‘Place to Create’ woos local crafters

Washougal business gives crafters room to dream

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Anna Davis (second from right) instructs (from left to right) Isabella Pritchard, Lucy Hoff, Kayleigh Purdin, Lorelai Fortman and Maelynn O'Bryant at A Place to Create in November. (Doug Flanagan/Post-Record)

While growing up on her family’s nursery in Portland, Anna Davis was raised with a particular set of values. She learned that money alone wouldn’t make her happy. She learned the importance of pursuing her passions. And she learned that she loved to do things her way.

“I like to stay unique. I don’t want what everybody else has. I’m kind of an odd duck that way,” she said. “I never wanted to do things like everybody else did them. I’ve sort of always been that way. I was kind of a pain in the butt to my parents every once in a while. But I think life is more interesting that way.”

Davis has applied that philosophy to her Washougal-based business, A Place to Create, which, true to its name, offers space for people to come together to work on their arts and crafts projects.

“I do have a little bit of product for sale — stuff for art journaling, paints, some paper products, books and thread. (I provide) some sewing machines, and I have irons and a cutting table, but usually everybody brings in their own stuff,” Davis said. “This is a place where you work on your own projects. I charge a $10 fee for the day to come in and bring everything you want and work on your own stuff.”

Camas resident Kathy Begier has been coming to A Place to Create since it opened at 1324 “E” St. seven years ago.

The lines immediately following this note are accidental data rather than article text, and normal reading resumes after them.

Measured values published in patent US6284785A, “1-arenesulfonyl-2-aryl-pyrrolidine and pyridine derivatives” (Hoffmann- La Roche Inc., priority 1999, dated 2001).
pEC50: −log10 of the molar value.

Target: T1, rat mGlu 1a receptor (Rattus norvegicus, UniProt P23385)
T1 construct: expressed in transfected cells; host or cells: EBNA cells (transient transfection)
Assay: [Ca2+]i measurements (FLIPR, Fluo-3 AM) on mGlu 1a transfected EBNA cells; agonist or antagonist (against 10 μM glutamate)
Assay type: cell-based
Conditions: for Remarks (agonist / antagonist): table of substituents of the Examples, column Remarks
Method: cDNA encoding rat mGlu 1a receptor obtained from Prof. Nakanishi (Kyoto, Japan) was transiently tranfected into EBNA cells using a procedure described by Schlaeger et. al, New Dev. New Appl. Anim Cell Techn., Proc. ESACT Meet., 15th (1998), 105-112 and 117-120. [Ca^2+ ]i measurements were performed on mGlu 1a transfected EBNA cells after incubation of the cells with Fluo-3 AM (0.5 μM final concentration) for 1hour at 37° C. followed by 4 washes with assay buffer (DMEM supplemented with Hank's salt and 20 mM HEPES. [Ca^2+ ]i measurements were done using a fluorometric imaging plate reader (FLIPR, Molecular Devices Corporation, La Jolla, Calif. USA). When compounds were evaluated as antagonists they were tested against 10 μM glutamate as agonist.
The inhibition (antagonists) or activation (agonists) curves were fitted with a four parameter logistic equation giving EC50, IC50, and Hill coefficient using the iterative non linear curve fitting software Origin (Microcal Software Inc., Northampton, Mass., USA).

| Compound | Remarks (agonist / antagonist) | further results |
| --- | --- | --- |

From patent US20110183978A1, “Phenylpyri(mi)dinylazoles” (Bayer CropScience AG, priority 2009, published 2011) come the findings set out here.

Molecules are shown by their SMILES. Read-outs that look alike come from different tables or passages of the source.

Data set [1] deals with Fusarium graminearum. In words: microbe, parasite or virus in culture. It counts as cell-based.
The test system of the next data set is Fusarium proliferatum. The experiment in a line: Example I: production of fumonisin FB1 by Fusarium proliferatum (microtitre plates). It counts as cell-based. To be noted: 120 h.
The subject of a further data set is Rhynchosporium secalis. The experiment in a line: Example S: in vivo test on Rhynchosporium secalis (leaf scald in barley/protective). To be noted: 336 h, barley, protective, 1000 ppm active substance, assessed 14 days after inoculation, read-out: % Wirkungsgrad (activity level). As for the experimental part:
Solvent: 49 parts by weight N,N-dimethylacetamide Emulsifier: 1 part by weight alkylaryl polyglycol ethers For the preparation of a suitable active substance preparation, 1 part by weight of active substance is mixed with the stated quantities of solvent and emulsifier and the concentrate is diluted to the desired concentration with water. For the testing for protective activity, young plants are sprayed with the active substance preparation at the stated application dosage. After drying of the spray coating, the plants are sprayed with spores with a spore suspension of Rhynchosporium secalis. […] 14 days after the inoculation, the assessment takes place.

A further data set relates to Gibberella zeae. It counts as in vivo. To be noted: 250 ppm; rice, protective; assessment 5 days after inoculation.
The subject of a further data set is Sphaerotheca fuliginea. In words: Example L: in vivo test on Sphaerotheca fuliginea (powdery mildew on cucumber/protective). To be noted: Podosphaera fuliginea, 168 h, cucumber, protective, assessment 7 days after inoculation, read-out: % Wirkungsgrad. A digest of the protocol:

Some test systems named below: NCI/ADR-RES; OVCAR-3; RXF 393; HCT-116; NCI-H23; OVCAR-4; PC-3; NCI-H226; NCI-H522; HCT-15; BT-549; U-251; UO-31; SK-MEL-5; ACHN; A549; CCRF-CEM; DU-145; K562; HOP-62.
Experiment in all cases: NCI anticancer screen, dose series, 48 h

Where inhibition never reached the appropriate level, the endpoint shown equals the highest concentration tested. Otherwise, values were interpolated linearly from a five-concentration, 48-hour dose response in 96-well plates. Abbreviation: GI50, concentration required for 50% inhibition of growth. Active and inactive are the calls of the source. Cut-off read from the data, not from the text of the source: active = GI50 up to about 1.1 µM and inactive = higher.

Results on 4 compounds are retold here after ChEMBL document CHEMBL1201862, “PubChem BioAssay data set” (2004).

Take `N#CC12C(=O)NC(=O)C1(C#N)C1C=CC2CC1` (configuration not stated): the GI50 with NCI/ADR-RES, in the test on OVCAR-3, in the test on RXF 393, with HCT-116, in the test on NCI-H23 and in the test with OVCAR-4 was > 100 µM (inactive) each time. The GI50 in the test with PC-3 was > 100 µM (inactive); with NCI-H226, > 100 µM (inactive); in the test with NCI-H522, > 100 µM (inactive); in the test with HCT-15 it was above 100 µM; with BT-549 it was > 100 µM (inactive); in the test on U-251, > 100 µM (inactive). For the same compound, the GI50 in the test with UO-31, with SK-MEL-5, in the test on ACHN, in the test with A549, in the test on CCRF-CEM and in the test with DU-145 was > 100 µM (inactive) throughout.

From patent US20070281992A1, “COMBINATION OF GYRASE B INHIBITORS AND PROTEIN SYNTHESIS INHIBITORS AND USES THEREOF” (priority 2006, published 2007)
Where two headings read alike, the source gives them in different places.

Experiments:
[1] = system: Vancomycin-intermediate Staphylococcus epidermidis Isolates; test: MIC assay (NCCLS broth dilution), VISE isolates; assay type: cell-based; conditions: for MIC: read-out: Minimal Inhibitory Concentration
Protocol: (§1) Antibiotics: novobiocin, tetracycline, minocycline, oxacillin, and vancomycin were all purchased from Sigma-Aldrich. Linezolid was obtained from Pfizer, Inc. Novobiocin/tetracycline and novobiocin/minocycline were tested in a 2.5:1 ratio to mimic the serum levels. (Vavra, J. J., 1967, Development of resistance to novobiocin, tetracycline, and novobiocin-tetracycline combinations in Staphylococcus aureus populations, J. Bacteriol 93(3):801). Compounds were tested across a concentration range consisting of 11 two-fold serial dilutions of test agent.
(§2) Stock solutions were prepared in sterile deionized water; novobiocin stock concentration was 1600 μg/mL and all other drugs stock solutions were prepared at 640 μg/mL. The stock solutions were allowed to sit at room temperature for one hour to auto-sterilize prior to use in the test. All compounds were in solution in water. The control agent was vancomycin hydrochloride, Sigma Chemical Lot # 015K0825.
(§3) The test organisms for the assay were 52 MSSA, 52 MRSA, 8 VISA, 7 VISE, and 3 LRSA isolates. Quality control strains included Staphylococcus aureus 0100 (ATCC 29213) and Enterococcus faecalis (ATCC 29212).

“Everyone does different things,” Begier said. “We usually have four projects going at all times. (Anna) has helped us so much.”

On a recent Saturday morning, Begier visited A Place to Create to show off her recently-completed wool applique, an ornamental needlework in which pieces of fabric are sewn or stuck onto a larger piece to form a picture or pattern. Meanwhile, Washougal resident Jill Fortman sat at a nearby table, carefully completing her latest project using a Diamond Dotz kit, which provides designs that can be created with tiny, diamond-like facets.

Sewing, scrapbooking, rug-hooking, card-making, needle-felting and embroidery are just a few examples of the types of projects that artists and crafters work on at A Place to Create.

“(We do the) the old-fashioned stuff,” Davis said. “There are a lot of lost arts, (things that) they’re not teaching in school anymore. I think it’s important to pass these (skills) on to the younger generations. We’re so busy all the time, and the electronics are always moving so fast, everything’s going fast, that it’s nice just to sit down.”

A Place to Create also offers a variety of classes and workshops led by guest instructors, including Tammy Stoffel (card-making), Laura Bray (embroidery), Hollye Maxwell (terrarium) and Juneko Martinson (needle-felting); and time and space for groups (rug-hooking) to hold monthly get-togethers.

Davis teaches a monthly applique class and an annual childrens’ camp, which provides an opportunity for youth to work on sewing projects, art journaling and more.